September 8 - Leonardo Guzman: title TBA. Host Oliver Boyd. USGS sponsored speaker.
The Central United States (CUS) hosts two of the major seismic zones east of the Rockies: the New Madrid and Wabash Valley Seismic Zones. Over the past 4500 years the New Madrid Seismic Zone (NMSZ) has repeatedly produced sequences of large magnitude (M>7) earthquakes. The 1811-1812 NMSZ winter events were the largest intraplate sequence historically recorded in the United States and produced great devastation in the epicentral region, which fortunately at that time was scarcely populated. Even though the seismicity in the 1800’s was dominated by the NMSZ activity, magnitude 5 and larger earthquakes in the last 150 years have occurred in the Wabash Valley Seismic Zone (WVSZ) (Bakun and Hopper, 2004). The population density and development of this area has drastically changed from that of the early nineteenth century, and a big earthquake would put at risk the population and infrastructure within the country’s heartland. In this study we present two earthquake scenarios that induce large ground motions in populated areas within the Mississippi embayment and other areas within the CUS. The hypothetical scenarios are ruptures taking place in the WVSZ and the southern arm of the NMSZ. Our synthetic ground motions are calculated to a maximum frequency of 1.0 Hz using the Hercules finite element tool-chain (Tu et al., 2006) and a recently developed velocity model of the region (CUSVM1). Our simulations use a minimum shear-wave velocity of 350 m/s and cover a 700 km x 700 km domain which includes Memphis and St. Louis.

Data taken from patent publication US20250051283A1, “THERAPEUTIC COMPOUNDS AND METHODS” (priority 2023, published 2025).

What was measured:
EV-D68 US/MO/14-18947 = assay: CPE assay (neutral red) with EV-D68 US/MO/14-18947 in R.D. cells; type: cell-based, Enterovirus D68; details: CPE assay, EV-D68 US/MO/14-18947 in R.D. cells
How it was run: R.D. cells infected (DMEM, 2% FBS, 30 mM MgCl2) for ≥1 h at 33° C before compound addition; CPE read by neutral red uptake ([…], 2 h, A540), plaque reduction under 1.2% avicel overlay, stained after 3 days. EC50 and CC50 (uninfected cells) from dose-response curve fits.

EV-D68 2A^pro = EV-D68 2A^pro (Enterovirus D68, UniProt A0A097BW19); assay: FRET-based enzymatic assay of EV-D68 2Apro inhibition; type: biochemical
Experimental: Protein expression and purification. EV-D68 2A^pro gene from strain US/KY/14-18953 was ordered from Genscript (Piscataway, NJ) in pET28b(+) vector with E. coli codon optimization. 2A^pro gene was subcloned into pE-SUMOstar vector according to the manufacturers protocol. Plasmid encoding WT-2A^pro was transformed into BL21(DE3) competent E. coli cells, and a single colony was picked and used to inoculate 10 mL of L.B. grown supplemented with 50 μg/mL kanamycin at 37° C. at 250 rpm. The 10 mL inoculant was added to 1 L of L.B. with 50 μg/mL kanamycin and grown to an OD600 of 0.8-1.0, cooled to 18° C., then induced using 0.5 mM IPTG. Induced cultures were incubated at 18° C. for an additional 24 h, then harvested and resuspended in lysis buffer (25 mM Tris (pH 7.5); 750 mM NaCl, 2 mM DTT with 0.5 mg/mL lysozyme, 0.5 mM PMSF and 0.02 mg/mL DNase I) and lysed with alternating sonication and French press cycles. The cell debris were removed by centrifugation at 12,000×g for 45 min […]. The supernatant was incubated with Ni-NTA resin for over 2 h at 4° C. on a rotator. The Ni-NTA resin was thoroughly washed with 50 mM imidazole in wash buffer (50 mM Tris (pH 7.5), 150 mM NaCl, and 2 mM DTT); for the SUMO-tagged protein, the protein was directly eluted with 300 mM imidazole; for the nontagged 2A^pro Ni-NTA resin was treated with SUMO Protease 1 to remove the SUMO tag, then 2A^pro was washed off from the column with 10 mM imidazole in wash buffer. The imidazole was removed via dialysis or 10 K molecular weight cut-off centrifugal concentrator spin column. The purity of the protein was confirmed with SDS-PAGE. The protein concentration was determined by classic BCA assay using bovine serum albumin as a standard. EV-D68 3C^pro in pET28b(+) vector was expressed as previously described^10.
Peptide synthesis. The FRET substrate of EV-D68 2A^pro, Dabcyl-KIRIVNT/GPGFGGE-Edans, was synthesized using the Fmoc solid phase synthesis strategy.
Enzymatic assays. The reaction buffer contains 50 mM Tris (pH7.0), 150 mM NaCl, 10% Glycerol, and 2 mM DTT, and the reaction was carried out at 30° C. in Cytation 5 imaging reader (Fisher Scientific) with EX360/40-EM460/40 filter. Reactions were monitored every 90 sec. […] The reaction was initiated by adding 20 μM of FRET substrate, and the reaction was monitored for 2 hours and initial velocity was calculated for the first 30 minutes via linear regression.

September 24 - Doug Wiens: “Antarctic Seismology: constraints on the history and dynamics of an ice-covered continent”. Host Beatrice Magnani
October 1 – Suzan van der Lee: title TBA. Host Beatrice Magnani
October 8 – Samantha Hansen: "Connecting the African Superplume to Rifting in East Africa and Western Arabia using Adaptively Parameterized P-wave Tomography." Host Heather DeShon
All seminars are held in the Seminar Room in the CERI Graduate Building at 3pm unless otherwise specified.